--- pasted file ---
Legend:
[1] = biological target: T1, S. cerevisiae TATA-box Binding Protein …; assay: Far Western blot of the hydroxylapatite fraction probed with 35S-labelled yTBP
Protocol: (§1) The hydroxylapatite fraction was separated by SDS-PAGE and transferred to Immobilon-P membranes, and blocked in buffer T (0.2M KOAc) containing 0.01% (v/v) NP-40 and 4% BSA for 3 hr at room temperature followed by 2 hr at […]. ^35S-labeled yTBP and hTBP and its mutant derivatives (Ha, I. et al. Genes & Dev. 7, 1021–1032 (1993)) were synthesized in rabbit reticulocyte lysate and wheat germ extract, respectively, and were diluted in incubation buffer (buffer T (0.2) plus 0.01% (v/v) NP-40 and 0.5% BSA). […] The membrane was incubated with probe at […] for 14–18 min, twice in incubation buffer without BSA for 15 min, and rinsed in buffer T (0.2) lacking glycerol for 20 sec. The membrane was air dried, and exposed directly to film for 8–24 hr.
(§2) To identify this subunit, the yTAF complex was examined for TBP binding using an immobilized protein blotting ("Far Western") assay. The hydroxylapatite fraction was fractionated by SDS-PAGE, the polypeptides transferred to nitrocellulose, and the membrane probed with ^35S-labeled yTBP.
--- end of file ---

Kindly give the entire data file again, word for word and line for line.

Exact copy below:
Legend:
[1] = biological target: T1, S. cerevisiae TATA-box Binding Protein …; assay: Far Western blot of the hydroxylapatite fraction probed with 35S-labelled yTBP
Protocol: (§1) The hydroxylapatite fraction was separated by SDS-PAGE and transferred to Immobilon-P membranes, and blocked in buffer T (0.2M KOAc) containing 0.01% (v/v) NP-40 and 4% BSA for 3 hr at room temperature followed by 2 hr at […]. ^35S-labeled yTBP and hTBP and its mutant derivatives (Ha, I. et al. Genes & Dev. 7, 1021–1032 (1993)) were synthesized in rabbit reticulocyte lysate and wheat germ extract, respectively, and were diluted in incubation buffer (buffer T (0.2) plus 0.01% (v/v) NP-40 and 0.5% BSA). […] The membrane was incubated with probe at […] for 14–18 min, twice in incubation buffer without BSA for 15 min, and rinsed in buffer T (0.2) lacking glycerol for 20 sec. The membrane was air dried, and exposed directly to film for 8–24 hr.
(§2) To identify this subunit, the yTAF complex was examined for TBP binding using an immobilized protein blotting ("Far Western") assay. The hydroxylapatite fraction was fractionated by SDS-PAGE, the polypeptides transferred to nitrocellulose, and the membrane probed with ^35S-labeled yTBP.